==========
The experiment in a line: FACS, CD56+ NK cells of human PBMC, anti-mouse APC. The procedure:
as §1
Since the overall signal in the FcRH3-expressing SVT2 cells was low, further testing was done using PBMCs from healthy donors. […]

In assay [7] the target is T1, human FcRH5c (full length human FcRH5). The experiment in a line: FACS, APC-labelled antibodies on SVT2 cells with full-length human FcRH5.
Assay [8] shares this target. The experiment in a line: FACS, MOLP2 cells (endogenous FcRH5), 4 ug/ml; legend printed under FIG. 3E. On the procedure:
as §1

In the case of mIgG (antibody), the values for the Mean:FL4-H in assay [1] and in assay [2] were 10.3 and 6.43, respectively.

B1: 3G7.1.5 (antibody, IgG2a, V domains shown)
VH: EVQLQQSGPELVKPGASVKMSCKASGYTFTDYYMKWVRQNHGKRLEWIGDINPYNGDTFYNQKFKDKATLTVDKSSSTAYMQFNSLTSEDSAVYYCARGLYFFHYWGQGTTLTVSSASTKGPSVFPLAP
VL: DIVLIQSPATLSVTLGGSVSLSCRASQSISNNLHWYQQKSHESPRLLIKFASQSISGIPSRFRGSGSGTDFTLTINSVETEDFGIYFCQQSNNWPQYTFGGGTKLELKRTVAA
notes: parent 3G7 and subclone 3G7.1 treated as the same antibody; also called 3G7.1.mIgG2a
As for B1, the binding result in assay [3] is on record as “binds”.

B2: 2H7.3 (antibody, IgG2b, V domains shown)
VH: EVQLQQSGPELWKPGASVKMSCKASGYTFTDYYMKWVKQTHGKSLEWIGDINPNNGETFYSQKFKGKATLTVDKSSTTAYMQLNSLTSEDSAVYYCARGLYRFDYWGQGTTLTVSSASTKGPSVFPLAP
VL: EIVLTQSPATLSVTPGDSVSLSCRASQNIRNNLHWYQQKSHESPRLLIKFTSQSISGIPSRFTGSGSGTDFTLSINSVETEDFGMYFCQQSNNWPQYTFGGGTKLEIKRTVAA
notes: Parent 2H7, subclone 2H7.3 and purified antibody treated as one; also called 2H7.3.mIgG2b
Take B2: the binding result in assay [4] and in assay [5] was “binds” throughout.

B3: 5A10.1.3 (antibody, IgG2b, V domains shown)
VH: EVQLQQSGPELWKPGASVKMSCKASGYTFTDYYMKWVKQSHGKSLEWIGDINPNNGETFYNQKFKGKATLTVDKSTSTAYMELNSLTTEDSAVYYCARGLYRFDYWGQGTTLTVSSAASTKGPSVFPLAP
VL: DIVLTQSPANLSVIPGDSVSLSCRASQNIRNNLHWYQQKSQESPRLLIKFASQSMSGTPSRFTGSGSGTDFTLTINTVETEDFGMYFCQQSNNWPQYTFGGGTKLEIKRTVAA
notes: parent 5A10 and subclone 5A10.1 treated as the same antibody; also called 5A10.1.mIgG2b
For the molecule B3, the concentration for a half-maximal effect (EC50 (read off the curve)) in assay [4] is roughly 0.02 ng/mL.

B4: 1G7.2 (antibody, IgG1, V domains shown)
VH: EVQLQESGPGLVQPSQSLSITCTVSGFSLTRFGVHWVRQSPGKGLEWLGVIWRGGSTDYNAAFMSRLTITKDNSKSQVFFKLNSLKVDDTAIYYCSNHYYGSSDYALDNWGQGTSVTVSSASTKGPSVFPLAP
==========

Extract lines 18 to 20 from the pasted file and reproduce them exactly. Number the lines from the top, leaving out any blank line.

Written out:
B3: 5A10.1.3 (antibody, IgG2b, V domains shown)
VH: EVQLQQSGPELWKPGASVKMSCKASGYTFTDYYMKWVKQSHGKSLEWIGDINPNNGETFYNQKFKGKATLTVDKSTSTAYMELNSLTTEDSAVYYCARGLYRFDYWGQGTTLTVSSAASTKGPSVFPLAP
VL: DIVLTQSPANLSVIPGDSVSLSCRASQNIRNNLHWYQQKSQESPRLLIKFASQSMSGTPSRFTGSGSGTDFTLTINTVETEDFGMYFCQQSNNWPQYTFGGGTKLEIKRTVAA